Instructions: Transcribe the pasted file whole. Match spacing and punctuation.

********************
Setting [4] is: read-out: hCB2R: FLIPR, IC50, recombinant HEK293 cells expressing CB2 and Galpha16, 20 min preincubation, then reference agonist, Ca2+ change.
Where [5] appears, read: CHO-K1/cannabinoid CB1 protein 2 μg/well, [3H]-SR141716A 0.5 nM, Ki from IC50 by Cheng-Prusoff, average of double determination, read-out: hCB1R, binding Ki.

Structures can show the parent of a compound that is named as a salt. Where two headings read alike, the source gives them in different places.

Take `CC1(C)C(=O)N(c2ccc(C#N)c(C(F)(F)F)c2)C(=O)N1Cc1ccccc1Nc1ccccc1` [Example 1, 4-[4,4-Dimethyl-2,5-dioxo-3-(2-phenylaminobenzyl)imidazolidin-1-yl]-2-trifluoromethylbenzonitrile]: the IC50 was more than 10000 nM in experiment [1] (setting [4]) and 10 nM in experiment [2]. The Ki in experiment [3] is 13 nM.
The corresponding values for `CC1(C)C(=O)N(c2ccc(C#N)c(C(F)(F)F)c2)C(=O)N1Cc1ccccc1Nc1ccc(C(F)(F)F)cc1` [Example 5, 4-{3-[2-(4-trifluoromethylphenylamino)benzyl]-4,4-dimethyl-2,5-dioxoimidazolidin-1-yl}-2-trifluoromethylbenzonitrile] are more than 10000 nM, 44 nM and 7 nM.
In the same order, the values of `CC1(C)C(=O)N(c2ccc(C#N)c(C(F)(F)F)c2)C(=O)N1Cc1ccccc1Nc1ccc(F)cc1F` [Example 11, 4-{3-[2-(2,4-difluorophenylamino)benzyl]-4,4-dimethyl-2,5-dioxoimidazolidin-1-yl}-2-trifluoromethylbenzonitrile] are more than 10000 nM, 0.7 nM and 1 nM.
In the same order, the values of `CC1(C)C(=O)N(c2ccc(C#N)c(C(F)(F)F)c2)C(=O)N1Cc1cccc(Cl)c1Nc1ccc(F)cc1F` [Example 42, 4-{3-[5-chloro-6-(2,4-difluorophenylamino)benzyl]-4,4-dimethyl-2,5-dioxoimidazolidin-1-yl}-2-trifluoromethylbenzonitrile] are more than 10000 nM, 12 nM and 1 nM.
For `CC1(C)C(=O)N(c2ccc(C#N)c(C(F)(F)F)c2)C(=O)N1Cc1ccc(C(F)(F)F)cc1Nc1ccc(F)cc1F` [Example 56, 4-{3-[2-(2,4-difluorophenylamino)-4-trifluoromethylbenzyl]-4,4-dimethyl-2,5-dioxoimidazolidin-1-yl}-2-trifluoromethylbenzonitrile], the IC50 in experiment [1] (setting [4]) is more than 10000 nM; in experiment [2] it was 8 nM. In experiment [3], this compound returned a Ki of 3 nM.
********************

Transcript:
Setting [4] is: read-out: hCB2R: FLIPR, IC50, recombinant HEK293 cells expressing CB2 and Galpha16, 20 min preincubation, then reference agonist, Ca2+ change.
Where [5] appears, read: CHO-K1/cannabinoid CB1 protein 2 μg/well, [3H]-SR141716A 0.5 nM, Ki from IC50 by Cheng-Prusoff, average of double determination, read-out: hCB1R, binding Ki.

Structures can show the parent of a compound that is named as a salt. Where two headings read alike, the source gives them in different places.

Take `CC1(C)C(=O)N(c2ccc(C#N)c(C(F)(F)F)c2)C(=O)N1Cc1ccccc1Nc1ccccc1` [Example 1, 4-[4,4-Dimethyl-2,5-dioxo-3-(2-phenylaminobenzyl)imidazolidin-1-yl]-2-trifluoromethylbenzonitrile]: the IC50 was more than 10000 nM in experiment [1] (setting [4]) and 10 nM in experiment [2]. The Ki in experiment [3] is 13 nM.
The corresponding values for `CC1(C)C(=O)N(c2ccc(C#N)c(C(F)(F)F)c2)C(=O)N1Cc1ccccc1Nc1ccc(C(F)(F)F)cc1` [Example 5, 4-{3-[2-(4-trifluoromethylphenylamino)benzyl]-4,4-dimethyl-2,5-dioxoimidazolidin-1-yl}-2-trifluoromethylbenzonitrile] are more than 10000 nM, 44 nM and 7 nM.
In the same order, the values of `CC1(C)C(=O)N(c2ccc(C#N)c(C(F)(F)F)c2)C(=O)N1Cc1ccccc1Nc1ccc(F)cc1F` [Example 11, 4-{3-[2-(2,4-difluorophenylamino)benzyl]-4,4-dimethyl-2,5-dioxoimidazolidin-1-yl}-2-trifluoromethylbenzonitrile] are more than 10000 nM, 0.7 nM and 1 nM.
In the same order, the values of `CC1(C)C(=O)N(c2ccc(C#N)c(C(F)(F)F)c2)C(=O)N1Cc1cccc(Cl)c1Nc1ccc(F)cc1F` [Example 42, 4-{3-[5-chloro-6-(2,4-difluorophenylamino)benzyl]-4,4-dimethyl-2,5-dioxoimidazolidin-1-yl}-2-trifluoromethylbenzonitrile] are more than 10000 nM, 12 nM and 1 nM.
For `CC1(C)C(=O)N(c2ccc(C#N)c(C(F)(F)F)c2)C(=O)N1Cc1ccc(C(F)(F)F)cc1Nc1ccc(F)cc1F` [Example 56, 4-{3-[2-(2,4-difluorophenylamino)-4-trifluoromethylbenzyl]-4,4-dimethyl-2,5-dioxoimidazolidin-1-yl}-2-trifluoromethylbenzonitrile], the IC50 in experiment [1] (setting [4]) is more than 10000 nM; in experiment [2] it was 8 nM. In experiment [3], this compound returned a Ki of 3 nM.